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Old 01-12-2007, 11:27 AM   #11
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I agree that you definitely have to be careful with the amounts of both carrots &/or parsnips you add to soups &/or stews.

Both are "sweet" vegetables, & too many (especially parsnips) can add a cloying sugar-like sweetness to any type of soup or stew - whether meat or poultry. In fact, while I do enjoy parsnips as a vegetable on its own, I no longer add them to soups or stews because of the sweetness factor. I don't care much for sweet things - am definitely more a "savory/hot spicy" lover - so parsnips taste almost like candy to me.

As far as correcting the sweetness afterwards, you can try to spice things up a bit (if you like that sort of thing), with more herbs, freshly ground pepper or hot pepper sauce, salt or salt blends, etc. But you definitely have to taste frequently as you go because it's just as easy to make things worse than they were before - lol!!
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Old 01-12-2007, 11:56 AM   #12
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I think a dark leafy green like turnip greens

will help or add some more tomato.
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Old 01-12-2007, 12:37 PM   #13
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Carrots are only 2nd to sugar beets as a source of vegetable sugars, and contain both water and fat soluble sugars. You're sweetness was from the carrots. Celery is rather low in sugar so that would not contribute a significant amount, any more than regular storage onions, but celery does contain chemicals that can brighten the flavors and perhaps make the sweetness more pronounced.

When I make a big pot of Italian Gravy (that simmers for about 4-6 hours) I use 2-3 finely minced carrots (they totally dissolve during cooking) instead of sugar to balance the acidity of the tomatoes (about 6 28-oz cans) - something I learned from my Brooklyn-Italian ex-wife.

If you want to try to balance the sweetness without changing the flavor too much ... try adding something acidic (I would go with red wine vinegar or balsamic vinegar or just plain distilled white vinegar) in small increments (a teaspoon at a time) and let it simmer about 5 minutes before tasting. It's kind of hard to guage the amount of vinegar to add not knowing how much soup you are talking about. You can always add more but you can't take it out if you add too much!
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Old 01-12-2007, 02:07 PM   #14
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I want to thank everybody for all the suggestions and help. This is my first visit to this site and you couldn't have made a person feel more welcome! Even though I'm 55 yrs. old I'm not that great of a cook nor am I very versatile. So, I may be back for more help now that I've found you.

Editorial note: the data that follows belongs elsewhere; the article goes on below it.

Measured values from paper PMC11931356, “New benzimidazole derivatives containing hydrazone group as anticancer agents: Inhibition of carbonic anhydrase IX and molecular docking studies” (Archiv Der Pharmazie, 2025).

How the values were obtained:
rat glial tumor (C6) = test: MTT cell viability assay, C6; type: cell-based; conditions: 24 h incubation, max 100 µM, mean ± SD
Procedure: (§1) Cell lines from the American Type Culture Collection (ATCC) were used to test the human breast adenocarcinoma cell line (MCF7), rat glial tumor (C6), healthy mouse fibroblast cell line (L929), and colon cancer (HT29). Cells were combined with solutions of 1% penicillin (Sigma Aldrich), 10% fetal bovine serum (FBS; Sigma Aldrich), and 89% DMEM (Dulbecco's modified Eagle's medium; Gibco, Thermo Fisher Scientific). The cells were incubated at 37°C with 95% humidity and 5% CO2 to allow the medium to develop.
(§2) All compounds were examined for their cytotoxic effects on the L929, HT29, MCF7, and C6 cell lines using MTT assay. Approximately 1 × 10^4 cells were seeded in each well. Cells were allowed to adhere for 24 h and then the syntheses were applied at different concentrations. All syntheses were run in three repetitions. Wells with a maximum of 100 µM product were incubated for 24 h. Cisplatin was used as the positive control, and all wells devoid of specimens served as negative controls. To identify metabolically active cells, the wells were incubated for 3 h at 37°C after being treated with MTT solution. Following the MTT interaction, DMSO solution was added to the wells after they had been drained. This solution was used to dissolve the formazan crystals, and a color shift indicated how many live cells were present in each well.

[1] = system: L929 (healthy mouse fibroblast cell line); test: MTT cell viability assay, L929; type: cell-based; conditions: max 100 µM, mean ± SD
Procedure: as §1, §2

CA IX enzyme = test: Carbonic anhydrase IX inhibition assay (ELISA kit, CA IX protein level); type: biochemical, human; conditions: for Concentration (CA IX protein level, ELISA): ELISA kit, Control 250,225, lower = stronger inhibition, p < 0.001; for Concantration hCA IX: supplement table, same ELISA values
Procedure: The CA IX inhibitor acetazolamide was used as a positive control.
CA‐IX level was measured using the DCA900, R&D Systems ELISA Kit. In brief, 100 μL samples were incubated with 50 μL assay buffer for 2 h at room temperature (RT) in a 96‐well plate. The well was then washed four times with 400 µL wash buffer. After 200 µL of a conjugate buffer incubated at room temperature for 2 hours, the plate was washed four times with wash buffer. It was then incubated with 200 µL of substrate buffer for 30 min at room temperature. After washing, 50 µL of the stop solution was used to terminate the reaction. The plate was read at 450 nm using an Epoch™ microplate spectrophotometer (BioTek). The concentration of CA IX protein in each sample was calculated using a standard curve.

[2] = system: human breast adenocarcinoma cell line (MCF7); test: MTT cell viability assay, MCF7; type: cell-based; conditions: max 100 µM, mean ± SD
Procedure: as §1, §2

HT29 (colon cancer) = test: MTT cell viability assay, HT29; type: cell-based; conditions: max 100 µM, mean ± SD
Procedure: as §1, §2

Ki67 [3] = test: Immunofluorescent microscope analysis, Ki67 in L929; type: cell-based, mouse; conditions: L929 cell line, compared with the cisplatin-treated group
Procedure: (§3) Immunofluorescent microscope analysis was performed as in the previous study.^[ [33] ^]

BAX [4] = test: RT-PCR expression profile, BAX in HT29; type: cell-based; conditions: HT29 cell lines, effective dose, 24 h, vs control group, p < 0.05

The amount of soup I made is about 6 qrts. You wouldn't think 2 small carrots would produce that much of a sweet taste. Anyway, I will try the vinegar in small increments later on.

Again, thanks so much!

Linda
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Old 01-12-2007, 02:14 PM   #15
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Yep Michael, totally agree.

When making Italian tomato -gravy or sauce, I don't want to get in to that debate-carrots add a lovely flavor and sweetness. And when the gravy, OK the sauce, is done there will be no chunky evidence of it.
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Old 01-12-2007, 02:14 PM   #16
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Linda - you're right, 2 small carrots shouldn't have done that. Can you give us the complete recipe to look at? Everything you used?
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Old 01-12-2007, 02:26 PM   #17
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Did you use parsnips?....they're very sweet
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Old 01-12-2007, 02:27 PM   #18
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Here's the ingredients:
steak - don't remember what cut it was, but it was supposed to be good for grilling.
beef bouillon
fresh diced potatoes
1 can diced tomatoes
1 can tomato soup
cabbage
celery - a couple sticks diced
carrots - 2 small
1 can green beans
1 can limas
1 can corn
salt & pepper

I think that's everything.
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Old 01-12-2007, 03:01 PM   #19
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Okay - I see what could be the problem. The can of tomato soup. Most, if not all, canned tomato soups are outrageously sweet. I really think that's what made your soup too sweet - not the 2 carrots (although they certainly didn't help the situation once you added the soup - lol!!!).
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Old 01-12-2007, 03:07 PM   #20
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Yup, most canned tomato soups are loaded with corn syrup and salt.
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